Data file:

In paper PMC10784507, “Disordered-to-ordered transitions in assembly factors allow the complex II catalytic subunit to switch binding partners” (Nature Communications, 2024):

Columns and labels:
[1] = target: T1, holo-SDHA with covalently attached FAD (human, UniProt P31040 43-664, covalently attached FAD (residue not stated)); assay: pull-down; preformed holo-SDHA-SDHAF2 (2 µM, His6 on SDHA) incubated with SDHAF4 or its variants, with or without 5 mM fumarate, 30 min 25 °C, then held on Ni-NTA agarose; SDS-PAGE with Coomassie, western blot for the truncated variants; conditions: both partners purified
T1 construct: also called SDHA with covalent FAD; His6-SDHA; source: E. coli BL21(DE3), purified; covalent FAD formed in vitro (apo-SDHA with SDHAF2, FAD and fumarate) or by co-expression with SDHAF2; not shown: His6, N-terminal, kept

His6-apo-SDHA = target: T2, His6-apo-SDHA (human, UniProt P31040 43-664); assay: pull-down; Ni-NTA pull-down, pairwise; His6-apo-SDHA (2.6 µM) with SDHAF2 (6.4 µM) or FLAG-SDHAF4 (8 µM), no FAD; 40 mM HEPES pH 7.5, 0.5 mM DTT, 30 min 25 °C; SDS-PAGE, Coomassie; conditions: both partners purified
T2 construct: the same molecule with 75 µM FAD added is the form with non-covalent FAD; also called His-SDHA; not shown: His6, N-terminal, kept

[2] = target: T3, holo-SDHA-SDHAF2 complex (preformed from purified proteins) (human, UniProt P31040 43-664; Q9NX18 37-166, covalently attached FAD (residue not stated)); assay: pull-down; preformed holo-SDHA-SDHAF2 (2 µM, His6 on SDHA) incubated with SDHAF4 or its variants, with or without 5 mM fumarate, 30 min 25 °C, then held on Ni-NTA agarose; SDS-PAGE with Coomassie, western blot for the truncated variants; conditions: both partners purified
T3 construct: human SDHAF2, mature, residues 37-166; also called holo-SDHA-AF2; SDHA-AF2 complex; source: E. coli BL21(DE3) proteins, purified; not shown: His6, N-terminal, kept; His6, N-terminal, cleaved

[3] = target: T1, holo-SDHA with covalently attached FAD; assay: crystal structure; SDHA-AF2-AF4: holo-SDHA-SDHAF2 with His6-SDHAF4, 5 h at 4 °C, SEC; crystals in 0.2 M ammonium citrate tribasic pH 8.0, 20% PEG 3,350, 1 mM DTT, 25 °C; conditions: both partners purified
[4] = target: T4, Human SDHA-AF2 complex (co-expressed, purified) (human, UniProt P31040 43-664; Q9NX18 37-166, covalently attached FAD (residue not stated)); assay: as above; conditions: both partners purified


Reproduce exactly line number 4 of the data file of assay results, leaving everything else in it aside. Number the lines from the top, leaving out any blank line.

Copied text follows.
T1 construct: also called SDHA with covalent FAD; His6-SDHA; source: E. coli BL21(DE3), purified; covalent FAD formed in vitro (apo-SDHA with SDHAF2, FAD and fumarate) or by co-expression with SDHAF2; not shown: His6, N-terminal, kept